Friday 10 June 2011

Spreading Brand Awareness Down Under

Welcome back to Autism Works. After a busy week and, at times, confusing I have finally managed to submit our bid to the Adult and Community Learning Fund for a grant to cover training costs for Autism Works' first two trainee software test analysts. Most interestingly this week though, we have had a visitor from Australia and a regular follower of this blog Garry Burge.

An active advocate for Asperger's Syndrome in Australia, Garry and I first 'met' in 1999 via the E-mailing list University Students with Asperger's Syndrome formerly run by Clare Sainsbury (author of the book Martian in the Playground). Twelve years on, Garry is determined for the Autism Works model to be replicated in Australia. Though we are still in the process of getting Autism Works off the ground in the UK, it certainly won't hurt to spread our brand awareness internationally, in which Garry, with his passion for social media use can play a part, together with the creative flair that our Marketing Intern from Newcastle University Sumanjeet has brought to Autism Works, can hopefully help us to win contracts from software development companies.

To sell our technical services in the UK and overseas, we are focusing on both the unique abilities that adults with an ASC can bring to software testing and also that, not being a software development company, we are able to look at and test software from an independent perspective, which can often be more effective than companies testing their own software. Using another mindfulness analogy, we so often find ourselves carrying out tasks on 'automatic pilot' because we get lost in the working practices of the organisation. Like with Asperger's Syndrome, when we see things through a system, or in the case of Asperger's Syndrome, a set of diagnostic criteria, it can condition us to the extent that we often 'miss' certain details. Similarly, such minor errors within software can often go amiss when doing it from the template or system in which the software is designed.

Such outside-the-box thinking can take quite some effort, but opening up to the way that people with Asperger's Syndrome think can often enable it, as Grayson has found out from the Awareness Training course that he has just completed this week and I have found out from the funding bid I have been working on. Being a learning grant, the Adult and Community Learning Fund is different to previous bids that I have worked on in the sense that we need to sell our application  on the training aspect of Autism Works, the ISEB Foundation Certificate, which is an industry-recognised qualification. When you have been used to writing bids in a particular way, you often forget to review it through the eyes of those who allocate the grants.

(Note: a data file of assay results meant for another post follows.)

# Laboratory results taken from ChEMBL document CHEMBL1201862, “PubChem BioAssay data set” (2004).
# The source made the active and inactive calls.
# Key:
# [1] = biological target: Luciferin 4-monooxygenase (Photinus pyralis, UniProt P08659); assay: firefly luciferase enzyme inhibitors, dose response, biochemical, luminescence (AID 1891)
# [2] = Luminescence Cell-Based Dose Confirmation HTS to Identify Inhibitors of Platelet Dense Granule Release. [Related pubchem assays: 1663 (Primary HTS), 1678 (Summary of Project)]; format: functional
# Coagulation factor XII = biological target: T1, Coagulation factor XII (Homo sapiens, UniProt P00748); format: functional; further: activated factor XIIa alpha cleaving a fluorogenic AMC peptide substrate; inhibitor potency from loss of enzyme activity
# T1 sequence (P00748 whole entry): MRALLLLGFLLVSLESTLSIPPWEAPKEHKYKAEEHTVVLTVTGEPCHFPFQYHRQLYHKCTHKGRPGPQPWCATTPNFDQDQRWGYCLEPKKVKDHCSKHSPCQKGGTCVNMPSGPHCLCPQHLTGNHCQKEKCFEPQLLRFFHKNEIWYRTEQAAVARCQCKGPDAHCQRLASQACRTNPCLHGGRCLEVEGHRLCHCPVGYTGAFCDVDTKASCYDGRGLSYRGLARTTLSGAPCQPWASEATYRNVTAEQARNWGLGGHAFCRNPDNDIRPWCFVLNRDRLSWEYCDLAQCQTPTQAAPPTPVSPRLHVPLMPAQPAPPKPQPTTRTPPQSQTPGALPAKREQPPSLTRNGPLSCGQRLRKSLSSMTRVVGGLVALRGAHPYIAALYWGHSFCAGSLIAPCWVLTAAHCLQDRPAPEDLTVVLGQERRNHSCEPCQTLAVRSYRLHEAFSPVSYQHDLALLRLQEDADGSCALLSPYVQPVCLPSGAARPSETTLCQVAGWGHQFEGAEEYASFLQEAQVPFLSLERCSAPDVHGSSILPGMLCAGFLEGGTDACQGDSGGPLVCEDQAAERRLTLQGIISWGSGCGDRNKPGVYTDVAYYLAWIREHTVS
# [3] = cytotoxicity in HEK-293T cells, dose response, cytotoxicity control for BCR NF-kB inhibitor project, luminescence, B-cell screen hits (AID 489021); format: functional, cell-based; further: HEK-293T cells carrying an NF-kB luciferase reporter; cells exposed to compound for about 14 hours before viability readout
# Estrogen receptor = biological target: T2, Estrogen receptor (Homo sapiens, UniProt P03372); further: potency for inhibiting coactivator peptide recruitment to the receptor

Elsewhere, Dan is continuing to make excellent progress with the new Autism Works website, including linking this blog to it. In the meantime, continue to watch this space for more developments at Autism Works.

Friday 3 June 2011

Personal Progress and Team Working

This week at Autism Works has seen me continue working on the funding bids and also working on an evaluation form for the Department of Health about my experience at Autism Works, focusing on what personal benefits working with Autism Works has brought me. This questionnaire also ties in nicely with an interview that I have been doing for The Autism File magazine.

Much of the employee-focused questions on the Department of Health's questionnaire are about whether or not I feel that my skills and confidence levels have risen courtesy of the project. Despite the challenges that this role has at times presented, particularly the continual adjustments that I have found myself having to adapt to as well as having to learn new skills, I have been very fortunate to have had the support to enable this. For the main part, I can happily say that I have grown in confidence since I started working at Autism Works back in September 2010. Where much of the confidence has come from is knowing that I am involved with an organisation that has the potential to make huge differences to people's lives, not just people on the autistic spectrum themselves, but also their family/carers.

As regards personal skills, now that the Autism Works team is starting to grow with Grayson coming on board and Dan Cottrell, there is much more scope for me to develop my team-working skills. One of the most fascinating aspects of team-working is that there is much that I can learn working with others as much as there is that others can learn from working with me. Grayson seems to have picked up quite a bit about Asperger's Syndrome from working with me and Dan, while I am beginning to pick up more about IT and the terminology involved in software testing from Grayson. Grayson's Asperger horizons look set to be broadened further next week when he attends the Autism Awareness training course organised by ESPA Training. Who knows, by the time he completes it, he may even feel more comfortable in the Asperger world like Peter!

We have also had a visit from Karl Hardy, ESPA's Finance Director and Company Secretary for Autism Works, this week who has kindly provided us with some spreadsheets for one of our funding bids, hopefully we will get something this time - fingers crossed! Next week sees our Marketing Intern from Newcastle University, Sumanjeet Sandhu, start with us. One of Sumanjeet's tasks will be to raise brand awareness of Autism Works through social media. Sumanjeet's skills and interest in digital marketing should help to continue to raise the profile of Autism Works.

In the meantime, be sure to stay tuned to Adventures with Autism Works as the company continues to develop.